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Almost 100 Percent of Australia Is Now Covered in Feral Cats

5 JAN 2017

Researchers in Australia have found that 99.8 percent of the country is now covered in feral cats, which are wreaking havoc on the country’s native wildlife and even driving certain species extinct.


The new research is a meta-analysis of 91 separate studies conducted by 40 different research teams – and it shows that nearly the entire country is home to the animals, including 80 percent of the small islands that surround the mainland.

"Australia's total feral cat population fluctuates between 2.1 million when times are lean, up to 6.3 million when widespread rain results in plenty of available prey," said one of the researchers, Sarah Legge, from the University of Queensland.

While that might sound like ridiculous feral cat domination, the new estimate is actually lower than previous studies, which claimed Australia was home to upwards of 20 million feral cats. But even with that reduction, there’s still a major problem at hand.

"Our study highlights the scale and impacts of feral cats and the urgent need to develop effective control methods, and to target our efforts in areas where that control will produce the biggest gains," Legge said.

To come to their conclusion, the team analysed feral cat population data taken by 40 different research teams who – in total – published 91 site-based cat density estimates.


When all of this data was added together and analysed, the team was accurately able to show just how widespread feral cat populations are, and how they could be impacting the ecosystem.

While feral cats are found in nearly every country on Earth –  back in 2004, researchers in the US estimated that there were roughly 70 million feral cats living in the country – they pose a significant threat to places like Australia. That's because native wildlife evolved in the island habitat without the pressure of predatory feral cats, and aren't equipped to avoid them.

"At the moment feral cats are undermining the efforts of conservation managers and threatened species recovery teams across Australia," Legge explains.

"It is this difficulty which is pushing conservation managers into expensive, last resort conservation options like creating predator free fenced areas and establishing populations on predator-free islands."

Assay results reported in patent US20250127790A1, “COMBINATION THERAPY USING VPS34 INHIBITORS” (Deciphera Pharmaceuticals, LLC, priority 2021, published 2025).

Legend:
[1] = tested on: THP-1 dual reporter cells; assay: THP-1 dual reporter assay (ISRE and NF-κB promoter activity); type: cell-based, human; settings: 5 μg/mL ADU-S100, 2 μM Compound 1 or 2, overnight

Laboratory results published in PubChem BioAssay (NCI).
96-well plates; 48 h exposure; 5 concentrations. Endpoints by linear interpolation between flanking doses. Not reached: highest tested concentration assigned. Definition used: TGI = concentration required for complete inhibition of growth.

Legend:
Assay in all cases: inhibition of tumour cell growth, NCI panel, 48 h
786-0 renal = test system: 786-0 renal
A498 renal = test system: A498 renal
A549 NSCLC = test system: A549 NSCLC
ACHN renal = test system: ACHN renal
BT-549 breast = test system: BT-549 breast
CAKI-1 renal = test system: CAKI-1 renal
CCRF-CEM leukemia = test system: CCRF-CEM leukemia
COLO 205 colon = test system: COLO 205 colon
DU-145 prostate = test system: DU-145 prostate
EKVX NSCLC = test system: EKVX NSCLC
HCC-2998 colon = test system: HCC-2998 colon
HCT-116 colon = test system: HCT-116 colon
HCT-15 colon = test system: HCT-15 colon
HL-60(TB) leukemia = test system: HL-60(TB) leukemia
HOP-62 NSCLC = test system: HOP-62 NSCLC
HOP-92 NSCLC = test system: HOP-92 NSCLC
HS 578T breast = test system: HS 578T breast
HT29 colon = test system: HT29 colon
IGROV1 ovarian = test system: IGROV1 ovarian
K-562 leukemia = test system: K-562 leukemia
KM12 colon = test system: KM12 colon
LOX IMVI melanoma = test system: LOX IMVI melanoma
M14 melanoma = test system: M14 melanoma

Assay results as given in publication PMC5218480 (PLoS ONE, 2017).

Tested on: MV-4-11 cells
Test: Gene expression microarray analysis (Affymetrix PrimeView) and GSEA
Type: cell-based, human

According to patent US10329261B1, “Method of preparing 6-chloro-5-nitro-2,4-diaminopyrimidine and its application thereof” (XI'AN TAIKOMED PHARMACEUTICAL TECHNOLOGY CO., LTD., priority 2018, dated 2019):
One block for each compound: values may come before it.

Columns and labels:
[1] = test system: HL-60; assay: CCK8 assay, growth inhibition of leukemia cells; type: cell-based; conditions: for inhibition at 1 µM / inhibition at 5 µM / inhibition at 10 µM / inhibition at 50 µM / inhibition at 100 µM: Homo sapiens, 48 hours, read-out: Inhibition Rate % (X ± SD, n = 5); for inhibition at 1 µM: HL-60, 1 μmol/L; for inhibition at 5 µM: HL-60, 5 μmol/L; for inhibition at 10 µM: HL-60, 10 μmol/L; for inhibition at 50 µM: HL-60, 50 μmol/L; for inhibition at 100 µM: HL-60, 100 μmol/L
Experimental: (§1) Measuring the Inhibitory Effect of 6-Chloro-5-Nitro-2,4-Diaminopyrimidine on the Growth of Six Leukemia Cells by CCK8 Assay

In fact, feral cats have been blamed for the extinction of 20 Australian mammals since they were first introduced to the continent with European settlers in the early 1800s.

So what’s to be done about it? Well, nothing is official yet, but experts and the government are pushing for a feral cat cull to thin population numbers by a reasonable degree, allowing local wildlife to rebound.

"This new science shows that the density of feral cats in Australia is lower than it is in North America and Europe, and yet feral cats have been devastating for our wildlife," said Gregory Andrews, Australia’s Threatened Species Commissioner.

"Australia is the only continent on Earth other than Antarctica where the animals evolved without cats, which is a reason our wildlife is so vulnerable to them. This reinforces the need to cull feral cats humanely and effectively."

Controversially, a study published back in 2015 found that culling cats actually makes their populations stronger, which is the exact opposite of what officials want. This works, the team thinks, because killing off cats in one area creates a power vacuum, drawing in outside cats to the area who want to take control.

Besides culling, officials could trap and neuter cats. But for that to work, officials would need to capture an estimated 5 million cats, neuter them, and release them again. That's incredibly hard because, as anyone who owns a cat can tell you, they’re pretty crafty.

Whatever the solution, the researchers hope their new analysis will guide the decision making process, and show policy makers where the highest concentrations of feral cats are living.

The team’s work was published in Biological Conservation.